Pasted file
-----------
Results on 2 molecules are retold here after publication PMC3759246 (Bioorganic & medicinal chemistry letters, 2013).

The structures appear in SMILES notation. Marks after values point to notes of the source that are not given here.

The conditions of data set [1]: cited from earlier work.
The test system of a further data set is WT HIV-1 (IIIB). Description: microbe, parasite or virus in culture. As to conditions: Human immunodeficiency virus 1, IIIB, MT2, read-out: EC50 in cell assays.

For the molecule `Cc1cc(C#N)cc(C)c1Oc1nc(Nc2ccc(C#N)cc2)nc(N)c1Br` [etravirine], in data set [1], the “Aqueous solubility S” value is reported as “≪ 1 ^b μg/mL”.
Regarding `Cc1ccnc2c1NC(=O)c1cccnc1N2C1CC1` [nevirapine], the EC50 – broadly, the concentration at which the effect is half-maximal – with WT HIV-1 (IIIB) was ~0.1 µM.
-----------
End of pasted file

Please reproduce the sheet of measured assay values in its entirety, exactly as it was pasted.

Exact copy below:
Results on 2 molecules are retold here after publication PMC3759246 (Bioorganic & medicinal chemistry letters, 2013).

The structures appear in SMILES notation. Marks after values point to notes of the source that are not given here.

The conditions of data set [1]: cited from earlier work.
The test system of a further data set is WT HIV-1 (IIIB). Description: microbe, parasite or virus in culture. As to conditions: Human immunodeficiency virus 1, IIIB, MT2, read-out: EC50 in cell assays.

For the molecule `Cc1cc(C#N)cc(C)c1Oc1nc(Nc2ccc(C#N)cc2)nc(N)c1Br` [etravirine], in data set [1], the “Aqueous solubility S” value is reported as “≪ 1 ^b μg/mL”.
Regarding `Cc1ccnc2c1NC(=O)c1cccnc1N2C1CC1` [nevirapine], the EC50 – broadly, the concentration at which the effect is half-maximal – with WT HIV-1 (IIIB) was ~0.1 µM.